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Running Shoe Review: New Balance Vazee Prism

On Christmas of 2016, I badly needed a lightweight stability running shoes to replace my failing pair of 870v4. So, I bought a black and pink pair of New Balance Vazee Prism at New Balance Bonifacio High Street boutique with a 40% discount but, it took me a few months before I started wearing it.

This shoe review happens to be long overdue since the true test of this shoe happened between June and October 2017.

Type: Stability
Terrain: Road
Weight: 280.6 grams (9.9 oz) approx.
Size: Men’s 9.5 Wide (U.S.)
Color: Black and Pink
Toe drop: 8 mm drop: due to variances created during the development and manufacturing processes, all references to 8 mm drop are approximate
Price: PHP5795 (SRP)

Features:

  • Bootie construction
  • Full EVA (Ethyl Vinyl Acetate) Strobel board for all-day comfort
  • Medial post located on the inside edge of the shoe to help prevent overpronation
  • No-sew material application
  • Performance stretch lace
  • Synthetic/mesh upper

New Balance Vazee Prism is a fairly new line in New Balance performance running shoes at the time because they used model names instead of model numbers. Also, the use of Full EVA (Ethyl Vinyl Acetate) Strobel board for all-day comfort was quite innovative.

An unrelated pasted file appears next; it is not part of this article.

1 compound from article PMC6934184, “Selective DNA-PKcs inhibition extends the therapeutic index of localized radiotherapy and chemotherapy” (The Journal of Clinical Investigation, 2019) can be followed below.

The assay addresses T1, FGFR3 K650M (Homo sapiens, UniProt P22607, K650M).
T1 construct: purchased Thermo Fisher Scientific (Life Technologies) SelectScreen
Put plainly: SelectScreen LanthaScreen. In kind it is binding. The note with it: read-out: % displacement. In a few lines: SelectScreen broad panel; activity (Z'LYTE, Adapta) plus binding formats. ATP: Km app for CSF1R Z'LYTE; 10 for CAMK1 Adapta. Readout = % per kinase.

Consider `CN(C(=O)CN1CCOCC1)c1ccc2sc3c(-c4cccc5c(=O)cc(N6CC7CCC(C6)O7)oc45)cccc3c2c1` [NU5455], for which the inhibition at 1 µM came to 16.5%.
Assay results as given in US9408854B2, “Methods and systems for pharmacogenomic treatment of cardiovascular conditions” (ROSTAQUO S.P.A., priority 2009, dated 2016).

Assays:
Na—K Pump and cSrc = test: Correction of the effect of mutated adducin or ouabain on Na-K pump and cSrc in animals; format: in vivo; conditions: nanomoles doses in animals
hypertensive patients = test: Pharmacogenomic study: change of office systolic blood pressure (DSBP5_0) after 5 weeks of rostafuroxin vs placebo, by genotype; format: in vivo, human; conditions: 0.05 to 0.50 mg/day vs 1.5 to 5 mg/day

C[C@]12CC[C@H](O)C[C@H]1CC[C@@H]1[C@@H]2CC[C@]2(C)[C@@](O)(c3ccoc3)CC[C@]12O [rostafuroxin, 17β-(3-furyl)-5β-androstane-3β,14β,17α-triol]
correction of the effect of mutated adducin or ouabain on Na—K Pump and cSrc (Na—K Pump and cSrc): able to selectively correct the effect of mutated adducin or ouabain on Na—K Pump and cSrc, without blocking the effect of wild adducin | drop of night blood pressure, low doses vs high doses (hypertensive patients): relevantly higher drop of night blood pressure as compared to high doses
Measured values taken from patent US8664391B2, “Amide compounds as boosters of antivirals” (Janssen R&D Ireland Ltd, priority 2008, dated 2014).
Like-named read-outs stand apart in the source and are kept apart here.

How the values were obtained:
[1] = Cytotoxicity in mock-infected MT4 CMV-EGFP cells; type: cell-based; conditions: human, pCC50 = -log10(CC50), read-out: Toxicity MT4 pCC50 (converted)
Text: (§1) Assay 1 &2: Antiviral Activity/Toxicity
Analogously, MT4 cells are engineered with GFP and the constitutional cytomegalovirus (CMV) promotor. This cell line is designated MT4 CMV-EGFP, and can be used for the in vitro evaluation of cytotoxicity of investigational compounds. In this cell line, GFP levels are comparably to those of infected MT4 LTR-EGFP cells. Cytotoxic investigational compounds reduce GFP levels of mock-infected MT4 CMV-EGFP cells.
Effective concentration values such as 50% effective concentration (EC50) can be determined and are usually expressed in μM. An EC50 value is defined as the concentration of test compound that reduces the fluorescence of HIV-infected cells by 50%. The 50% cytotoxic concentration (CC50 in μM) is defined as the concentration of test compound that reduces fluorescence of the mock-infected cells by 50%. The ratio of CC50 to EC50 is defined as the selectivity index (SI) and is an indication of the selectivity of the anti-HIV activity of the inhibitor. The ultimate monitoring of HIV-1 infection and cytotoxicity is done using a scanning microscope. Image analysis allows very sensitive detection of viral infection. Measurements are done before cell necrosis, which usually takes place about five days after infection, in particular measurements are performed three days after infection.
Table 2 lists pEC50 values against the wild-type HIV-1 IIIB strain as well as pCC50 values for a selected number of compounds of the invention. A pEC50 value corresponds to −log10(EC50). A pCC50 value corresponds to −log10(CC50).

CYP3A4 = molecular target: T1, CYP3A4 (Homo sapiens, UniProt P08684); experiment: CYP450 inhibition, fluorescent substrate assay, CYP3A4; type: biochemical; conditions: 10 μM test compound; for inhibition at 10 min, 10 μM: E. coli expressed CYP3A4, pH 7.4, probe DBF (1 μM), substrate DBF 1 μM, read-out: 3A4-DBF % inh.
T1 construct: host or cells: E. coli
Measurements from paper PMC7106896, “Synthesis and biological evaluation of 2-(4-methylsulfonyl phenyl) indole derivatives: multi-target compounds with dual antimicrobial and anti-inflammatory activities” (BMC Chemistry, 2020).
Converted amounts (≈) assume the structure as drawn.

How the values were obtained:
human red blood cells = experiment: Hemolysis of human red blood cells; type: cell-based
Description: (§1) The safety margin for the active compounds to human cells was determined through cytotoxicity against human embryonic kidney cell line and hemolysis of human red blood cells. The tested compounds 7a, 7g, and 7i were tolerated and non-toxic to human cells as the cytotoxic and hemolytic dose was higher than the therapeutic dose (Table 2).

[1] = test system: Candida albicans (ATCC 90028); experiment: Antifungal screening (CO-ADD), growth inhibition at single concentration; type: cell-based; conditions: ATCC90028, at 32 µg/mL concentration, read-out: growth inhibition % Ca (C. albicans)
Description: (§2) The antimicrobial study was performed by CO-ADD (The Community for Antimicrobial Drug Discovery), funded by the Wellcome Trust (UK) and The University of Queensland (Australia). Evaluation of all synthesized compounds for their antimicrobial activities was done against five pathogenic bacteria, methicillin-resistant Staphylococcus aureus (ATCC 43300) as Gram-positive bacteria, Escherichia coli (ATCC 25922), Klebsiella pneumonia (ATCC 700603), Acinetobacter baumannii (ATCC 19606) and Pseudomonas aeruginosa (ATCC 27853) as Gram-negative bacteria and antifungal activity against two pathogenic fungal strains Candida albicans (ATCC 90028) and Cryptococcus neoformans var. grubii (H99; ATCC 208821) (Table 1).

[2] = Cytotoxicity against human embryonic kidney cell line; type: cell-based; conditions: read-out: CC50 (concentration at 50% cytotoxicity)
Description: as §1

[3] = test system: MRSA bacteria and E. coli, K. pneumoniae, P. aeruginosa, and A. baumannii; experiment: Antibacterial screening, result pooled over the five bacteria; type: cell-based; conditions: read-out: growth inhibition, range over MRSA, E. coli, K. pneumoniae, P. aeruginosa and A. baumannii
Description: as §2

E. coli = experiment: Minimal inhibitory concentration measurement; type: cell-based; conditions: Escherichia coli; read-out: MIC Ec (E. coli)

Initially, I ordered size 9 EE but it was way too tight. Instead, I bought a pair of size 9.5 EE and it has the right fit. The sleek design, no-sew material application, and padded heel collar, and reduced weight of the shoe and increased its comfort after wearing it all day, every day. The fit and feel reminds me of my all-time favorite New Balance model 870V3 only with much more breathable upper and softer and bouncier RevLite foam midsole.

There are also trade-offs in wearing the Vazee Prism. There was a forefoot slippage due to its over-flexibility and lack of security in the midfoot. I have to wear thicker socks and tighten its stretch laces to have a secured fit. There are also a few runners complained about the durability of the shoes’ upper. I had to run a few more kilometers to feel its responsiveness and flexibility while shifting gears. Also, Vazee Prism does not perform well while running on wet pavements.

It took less than 75 kilometers of wear before it became fully break-in. I am glad that my pair of Vazee became more comfortable and responsive when I wore it at the Chicago Marathon last October.

The Vazee Prism is very light and flexible for a stability shoe which was quite innovative at the time. My conclusion is Vazee Prism is a great shoe both for training and racing. It can even pass the criteria of a typical, traditional pair of racing shoes.

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